An Interview with Ted Kotcheff about
The Apprenticeship of Duddy Kravitz
Cinema Canada Magazine: So much of this film’s strength depends on Duddy alone, and Dreyfuss did a marvellous job of portraying the two very conflicting sides of that character …
Ted Kotcheff: It was something Rick (Richard Dreyfuss) and I discussed a great deal; about where we were going to make him sympathetic and where we were really going to make him coarse, since the whole thing was based on this counterpoising of two elements. It takes a lot of courage for an actor to do that. Even when most actors say, “Yeah, yeah, he is really nasty here”, at the last second they always sweeten that moment to engage the sympathy of the audience. We had a lot of integrity about attacking that. I would say to Rick, “Look, this scene has really got to be nasty. You’ve got to see him for what he is.”
Remember that scene right after the bar-mitzvah film when Duddy, Yvette (Micheline Lanctôt) and Peter John Friar (Denholm Elliott) have a celebration? Duddy’s drinking champagne and he kisses Yvette, and it’s really a nasty, licking, wet kiss and he’s all over her. Rick did it with an uncompromising quality which I liked. It was a delicate balance to maintain all the time. We didn’t want it to fall one way or another.
But so much of the film is also the moral wrestling that goes on between Duddy and Yvette. In the book, you can ignore Yvette. But in the film she is there. I thought Yvette’s character was much more interesting in the picture. Yvette is sketchily conceived and drawn in the book. Her whole development from a simple backwoods French-Canadian farm girl into a complicated, sophisticated person is one of the strands in the development of the film.
CC: Was it your intention to film the entire novel?
Ted Kotcheff: A good part of it. Actually, I don’t think there’s much missing in many ways. Of things that I shot and subsequently cut, there are one or two things I’m ambivalent about. There’s one very very funny scene at the beginning where Duddy’s writing his final exams at Fletcher’s Field High School and he`s cheating. What he’s done is – he’s got all the answers written on his arm. All the studious people are writing and Duddy Kravitz is sitting there bored. Finally, the teacher turns away and Duddy undoes his shirt and copies it all down. He’s copying at a furious rate and some other teacher sees him and charges towards him. As the teacher charges towards him, Duddy starts licking his whole forearm. By the time the teacher arrives, Duddy’s licked off all the writing! The teacher grabs Duddy’s arm and looks and sees absolutely nothing then: except this blue smear. And then you have the famous line when the teacher looks down and says, “You’ll go far Kravitz, you’ll go far.” Rick was so funny in that scene! He did it marvellously! That’s the only scene I’m a bit ambivalent ahout having excised. Otherwise, I wanted the picture to have a kind of staccato, jerky energy about it. You know, a kind of mirror of the febrile pace of Duddy Kravitz’s life.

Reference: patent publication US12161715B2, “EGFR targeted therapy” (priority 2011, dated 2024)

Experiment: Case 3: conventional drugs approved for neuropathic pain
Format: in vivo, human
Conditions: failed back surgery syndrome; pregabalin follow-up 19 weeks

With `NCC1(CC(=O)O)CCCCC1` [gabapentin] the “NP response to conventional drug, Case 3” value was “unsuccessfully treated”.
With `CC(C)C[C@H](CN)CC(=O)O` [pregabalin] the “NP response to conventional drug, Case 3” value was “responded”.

CC: Richler must he very happy seeing his novel brought to screen so beautifully even wilh those cuts.
Ted Kotcheff: He is. Yes. Mordecai shared my ambivalence about the schoolroom scene. He was sorry to see that go. And the only other scene he regretted being cut was the scene where Duddy reads Uncle Benjy’s letter by the lake. It happens after he’s had his nervous breakdown and Yvette has taken him back and he`s living up at her place in Ste. Agathe, slowly reconstituting himself. That was one of the first scenes I cut and the reason I cut it was because in the letter there`s an overt statement of the theme. In the leller, Uncle Benjy says,”There are two sides to you Duddy. There’s the behemoth – the nasty, opportunistic Duddy Kravitz that I saw – and there’s the gentle intelligent boy that your grandfather saw, bless him. But you’re becoming a man now, and you have to choose which one you’re going to be.” And I hate those kind of things in a picture, where you state the theme. To me, the whole theme is implicit in the structure of the film: the way cheek to jowl there’s always a counterpoising of the coarse, vulgar Duddy with the other side of Duddy’s makeup. The structure of the film always keeps a perilous balance between those two elements. Somehow, ten minutes to the end, to come right out and say. “There are two sides …” – that’s what I’d been trying to do through the whole picture! So I thought the scene was unnecessary.
This article was created from excerpts of a 1974 interview by Cinema Canada publisher and editor George Koller and his wife and co-editor, Agi Ibranyi-Kiss. Cinema Canada published its last issue (#169) in December 1989. It was the trade journal of record for the Canadian Film and television industry for 18 years.